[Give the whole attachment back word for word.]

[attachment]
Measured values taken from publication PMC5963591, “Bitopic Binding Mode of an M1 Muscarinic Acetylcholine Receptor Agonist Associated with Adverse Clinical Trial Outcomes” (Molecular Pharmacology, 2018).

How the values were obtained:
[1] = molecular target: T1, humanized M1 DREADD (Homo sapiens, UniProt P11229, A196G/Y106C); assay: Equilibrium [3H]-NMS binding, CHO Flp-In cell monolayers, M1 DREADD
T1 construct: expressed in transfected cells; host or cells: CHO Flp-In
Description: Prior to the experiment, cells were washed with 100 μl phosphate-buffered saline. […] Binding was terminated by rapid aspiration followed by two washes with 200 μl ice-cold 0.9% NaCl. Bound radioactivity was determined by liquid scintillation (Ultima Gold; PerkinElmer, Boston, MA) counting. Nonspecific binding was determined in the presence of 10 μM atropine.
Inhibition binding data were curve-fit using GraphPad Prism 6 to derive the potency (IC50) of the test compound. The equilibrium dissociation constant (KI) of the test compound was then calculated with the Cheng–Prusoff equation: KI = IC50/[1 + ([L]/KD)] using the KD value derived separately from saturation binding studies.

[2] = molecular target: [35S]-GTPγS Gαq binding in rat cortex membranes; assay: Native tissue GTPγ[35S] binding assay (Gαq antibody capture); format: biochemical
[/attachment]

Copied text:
Measured values taken from publication PMC5963591, “Bitopic Binding Mode of an M1 Muscarinic Acetylcholine Receptor Agonist Associated with Adverse Clinical Trial Outcomes” (Molecular Pharmacology, 2018).

How the values were obtained:
[1] = molecular target: T1, humanized M1 DREADD (Homo sapiens, UniProt P11229, A196G/Y106C); assay: Equilibrium [3H]-NMS binding, CHO Flp-In cell monolayers, M1 DREADD
T1 construct: expressed in transfected cells; host or cells: CHO Flp-In
Description: Prior to the experiment, cells were washed with 100 μl phosphate-buffered saline. […] Binding was terminated by rapid aspiration followed by two washes with 200 μl ice-cold 0.9% NaCl. Bound radioactivity was determined by liquid scintillation (Ultima Gold; PerkinElmer, Boston, MA) counting. Nonspecific binding was determined in the presence of 10 μM atropine.
Inhibition binding data were curve-fit using GraphPad Prism 6 to derive the potency (IC50) of the test compound. The equilibrium dissociation constant (KI) of the test compound was then calculated with the Cheng–Prusoff equation: KI = IC50/[1 + ([L]/KD)] using the KD value derived separately from saturation binding studies.

[2] = molecular target: [35S]-GTPγS Gαq binding in rat cortex membranes; assay: Native tissue GTPγ[35S] binding assay (Gαq antibody capture); format: biochemical